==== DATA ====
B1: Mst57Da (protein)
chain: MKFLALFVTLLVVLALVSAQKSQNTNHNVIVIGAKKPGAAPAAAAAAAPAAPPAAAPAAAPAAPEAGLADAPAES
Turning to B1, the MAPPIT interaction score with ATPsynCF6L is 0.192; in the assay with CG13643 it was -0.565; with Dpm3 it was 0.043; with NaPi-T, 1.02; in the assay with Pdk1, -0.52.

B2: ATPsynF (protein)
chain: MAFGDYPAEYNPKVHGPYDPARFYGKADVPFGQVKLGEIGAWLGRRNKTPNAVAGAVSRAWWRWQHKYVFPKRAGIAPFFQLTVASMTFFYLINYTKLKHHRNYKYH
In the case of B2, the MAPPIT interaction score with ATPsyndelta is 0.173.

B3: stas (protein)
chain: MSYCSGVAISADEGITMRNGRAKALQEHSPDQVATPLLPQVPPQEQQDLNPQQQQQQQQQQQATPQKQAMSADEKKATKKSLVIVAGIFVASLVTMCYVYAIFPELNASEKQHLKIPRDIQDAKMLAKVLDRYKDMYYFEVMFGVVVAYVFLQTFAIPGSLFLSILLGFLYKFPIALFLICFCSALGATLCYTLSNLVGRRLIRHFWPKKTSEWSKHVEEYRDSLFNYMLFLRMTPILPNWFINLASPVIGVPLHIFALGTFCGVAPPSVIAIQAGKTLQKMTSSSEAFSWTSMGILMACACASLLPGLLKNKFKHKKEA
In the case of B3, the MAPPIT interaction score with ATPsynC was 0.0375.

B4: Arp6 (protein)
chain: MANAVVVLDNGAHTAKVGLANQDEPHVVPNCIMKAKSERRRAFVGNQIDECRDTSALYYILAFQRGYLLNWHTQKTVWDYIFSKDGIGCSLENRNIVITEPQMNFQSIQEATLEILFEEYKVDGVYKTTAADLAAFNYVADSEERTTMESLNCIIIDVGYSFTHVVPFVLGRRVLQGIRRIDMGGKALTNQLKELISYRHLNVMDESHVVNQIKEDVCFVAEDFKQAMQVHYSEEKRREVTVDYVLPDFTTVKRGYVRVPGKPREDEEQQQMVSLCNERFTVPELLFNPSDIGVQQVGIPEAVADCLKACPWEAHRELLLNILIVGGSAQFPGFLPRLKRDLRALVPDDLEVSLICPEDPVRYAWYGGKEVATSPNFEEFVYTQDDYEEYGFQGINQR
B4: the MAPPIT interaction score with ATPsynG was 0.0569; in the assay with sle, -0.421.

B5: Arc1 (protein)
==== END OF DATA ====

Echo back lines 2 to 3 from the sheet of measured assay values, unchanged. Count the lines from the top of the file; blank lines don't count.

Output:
chain: MKFLALFVTLLVVLALVSAQKSQNTNHNVIVIGAKKPGAAPAAAAAAAPAAPPAAAPAAAPAAPEAGLADAPAES
Turning to B1, the MAPPIT interaction score with ATPsynCF6L is 0.192; in the assay with CG13643 it was -0.565; with Dpm3 it was 0.043; with NaPi-T, 1.02; in the assay with Pdk1, -0.52.